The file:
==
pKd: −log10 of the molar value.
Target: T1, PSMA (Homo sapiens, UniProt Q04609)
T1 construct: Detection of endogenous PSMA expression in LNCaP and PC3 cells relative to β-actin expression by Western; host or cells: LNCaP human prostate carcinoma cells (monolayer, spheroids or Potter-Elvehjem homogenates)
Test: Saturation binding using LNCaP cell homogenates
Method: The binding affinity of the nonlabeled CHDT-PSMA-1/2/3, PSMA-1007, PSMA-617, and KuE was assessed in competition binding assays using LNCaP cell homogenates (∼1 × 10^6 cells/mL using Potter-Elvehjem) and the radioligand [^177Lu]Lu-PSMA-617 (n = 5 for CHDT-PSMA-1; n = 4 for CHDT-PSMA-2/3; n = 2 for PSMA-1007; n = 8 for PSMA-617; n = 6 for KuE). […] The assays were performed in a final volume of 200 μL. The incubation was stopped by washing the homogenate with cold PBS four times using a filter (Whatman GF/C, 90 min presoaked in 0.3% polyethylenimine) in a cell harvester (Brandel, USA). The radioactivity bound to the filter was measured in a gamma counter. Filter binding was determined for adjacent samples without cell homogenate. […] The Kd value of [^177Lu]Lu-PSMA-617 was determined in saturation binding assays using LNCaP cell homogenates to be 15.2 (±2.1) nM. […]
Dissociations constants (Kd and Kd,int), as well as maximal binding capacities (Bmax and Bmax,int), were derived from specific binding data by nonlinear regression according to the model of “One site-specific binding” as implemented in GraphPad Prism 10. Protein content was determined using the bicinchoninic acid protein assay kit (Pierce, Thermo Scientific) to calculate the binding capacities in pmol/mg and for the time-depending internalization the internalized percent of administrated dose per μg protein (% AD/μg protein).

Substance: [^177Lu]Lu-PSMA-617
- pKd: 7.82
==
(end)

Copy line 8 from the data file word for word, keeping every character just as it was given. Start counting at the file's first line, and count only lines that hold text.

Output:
- pKd: 7.82